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18 June 2014
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Legacies - Bristol

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Culture wars? Bristol's colour bar dispute of 1963

The Company's traffic manager, stated to a BBC reporter that: "…we shall go on engaging white labour before coloured labour. This is the policy of the management of the company in the light of the experience in other cities and towns where they have engaged coloured labour and their labour situation has deteriorated because it is then no longer regarded as a white man's job and the white people start leaving and they find themselves more short of labour than they were before".

1960s bus
Bristol bus
We have every respect for the coloured people but we have the economics of the thing to look at and we feel that our situation would deteriorate because of the fact that we would be employing coloured people and chasing away the white people we already had." (BBC archive)

But Hodge and other local officials of the Transport and General Workers' Union were quick to blame the company's colour bar on the management alone. They were reluctant to impute racist views to any but a tiny and unrepresentative minority of their members. 'Busmen' (sic), their argument went, were badly exploited by a management they distrusted.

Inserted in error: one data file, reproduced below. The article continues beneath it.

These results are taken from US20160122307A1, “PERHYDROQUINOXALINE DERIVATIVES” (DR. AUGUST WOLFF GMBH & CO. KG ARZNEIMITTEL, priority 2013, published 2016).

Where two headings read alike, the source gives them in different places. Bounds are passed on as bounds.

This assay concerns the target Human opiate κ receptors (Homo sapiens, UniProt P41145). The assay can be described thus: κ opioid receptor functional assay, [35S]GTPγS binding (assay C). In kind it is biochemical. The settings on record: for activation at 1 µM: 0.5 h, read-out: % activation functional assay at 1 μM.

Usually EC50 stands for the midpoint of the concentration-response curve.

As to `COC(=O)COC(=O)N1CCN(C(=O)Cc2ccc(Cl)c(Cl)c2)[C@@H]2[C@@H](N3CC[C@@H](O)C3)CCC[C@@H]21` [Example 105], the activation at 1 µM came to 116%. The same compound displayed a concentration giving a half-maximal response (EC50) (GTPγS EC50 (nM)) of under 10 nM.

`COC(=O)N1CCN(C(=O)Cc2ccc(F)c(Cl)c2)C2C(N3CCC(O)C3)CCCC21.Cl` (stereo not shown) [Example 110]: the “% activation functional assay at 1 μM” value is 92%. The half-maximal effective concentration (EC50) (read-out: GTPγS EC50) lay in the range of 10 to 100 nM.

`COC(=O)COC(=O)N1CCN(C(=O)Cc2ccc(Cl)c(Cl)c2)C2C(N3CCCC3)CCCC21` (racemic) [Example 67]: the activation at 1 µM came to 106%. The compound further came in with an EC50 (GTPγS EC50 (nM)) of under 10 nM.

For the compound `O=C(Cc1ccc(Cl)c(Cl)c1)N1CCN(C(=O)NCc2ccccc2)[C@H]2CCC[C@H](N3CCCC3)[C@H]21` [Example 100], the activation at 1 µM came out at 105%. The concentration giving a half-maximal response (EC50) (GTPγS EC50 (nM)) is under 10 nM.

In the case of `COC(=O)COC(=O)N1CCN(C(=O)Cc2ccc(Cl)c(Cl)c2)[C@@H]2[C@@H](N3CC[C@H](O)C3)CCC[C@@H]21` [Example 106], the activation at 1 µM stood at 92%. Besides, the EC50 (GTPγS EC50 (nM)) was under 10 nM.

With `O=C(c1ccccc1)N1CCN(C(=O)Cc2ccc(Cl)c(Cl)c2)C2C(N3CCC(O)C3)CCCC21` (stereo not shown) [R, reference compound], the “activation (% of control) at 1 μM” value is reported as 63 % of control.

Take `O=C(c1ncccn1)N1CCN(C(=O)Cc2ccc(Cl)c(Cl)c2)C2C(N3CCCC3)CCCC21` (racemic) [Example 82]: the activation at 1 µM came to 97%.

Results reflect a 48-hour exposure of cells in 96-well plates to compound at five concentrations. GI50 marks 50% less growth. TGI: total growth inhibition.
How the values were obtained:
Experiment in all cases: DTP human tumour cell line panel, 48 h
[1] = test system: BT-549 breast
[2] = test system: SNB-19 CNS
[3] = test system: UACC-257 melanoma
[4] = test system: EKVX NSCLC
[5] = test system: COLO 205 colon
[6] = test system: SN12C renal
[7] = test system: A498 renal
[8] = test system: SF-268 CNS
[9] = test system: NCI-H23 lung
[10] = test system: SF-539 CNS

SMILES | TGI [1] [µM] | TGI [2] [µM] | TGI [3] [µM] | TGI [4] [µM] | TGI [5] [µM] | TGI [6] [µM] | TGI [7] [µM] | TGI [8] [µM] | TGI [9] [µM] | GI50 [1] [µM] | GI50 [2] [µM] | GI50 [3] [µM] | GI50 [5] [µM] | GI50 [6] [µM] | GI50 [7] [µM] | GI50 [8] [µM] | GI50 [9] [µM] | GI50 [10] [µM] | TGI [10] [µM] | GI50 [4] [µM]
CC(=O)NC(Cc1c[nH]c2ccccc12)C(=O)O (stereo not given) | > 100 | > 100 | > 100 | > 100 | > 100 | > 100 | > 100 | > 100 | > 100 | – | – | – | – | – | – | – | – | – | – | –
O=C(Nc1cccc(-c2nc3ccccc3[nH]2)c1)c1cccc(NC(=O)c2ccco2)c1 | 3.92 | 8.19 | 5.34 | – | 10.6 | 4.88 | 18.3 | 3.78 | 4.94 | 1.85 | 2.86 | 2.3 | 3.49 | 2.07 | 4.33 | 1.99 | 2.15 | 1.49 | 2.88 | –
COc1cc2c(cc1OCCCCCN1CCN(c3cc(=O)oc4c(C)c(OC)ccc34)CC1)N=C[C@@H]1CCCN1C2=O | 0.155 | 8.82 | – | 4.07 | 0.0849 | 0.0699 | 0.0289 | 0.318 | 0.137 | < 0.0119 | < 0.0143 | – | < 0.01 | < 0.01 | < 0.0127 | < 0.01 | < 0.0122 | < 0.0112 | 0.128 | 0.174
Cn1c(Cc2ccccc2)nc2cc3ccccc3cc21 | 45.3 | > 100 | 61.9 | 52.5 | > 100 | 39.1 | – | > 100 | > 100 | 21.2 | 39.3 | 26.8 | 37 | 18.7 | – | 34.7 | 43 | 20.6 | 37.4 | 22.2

Dependent on overtime, busmen would naturally resent any group, regardless of colour, who might threaten their earnings. It was class fear not race hatred which, so the union officials said, explained any reluctance to accommodate black workers.

Placards held by protestors
Student protests in Bristol
Certainly it is true that the national leadership of the Transport and General Workers' Union then stood firmly against race discrimination. But leaders like Jack Jones did not speak for all of their local branches. In 1955, TGWU members at two Bristol bus depots had voted against having black drivers and conductors, and their resolutions were never challenged at local or regional level.

Were then the local union officials I interviewed in the 1980s simply covering their own backs by refusing to admit that they or their workers were racist and for insisting that job insecurity was the main reason for suspecting black workers?

Words: Madge Dresser

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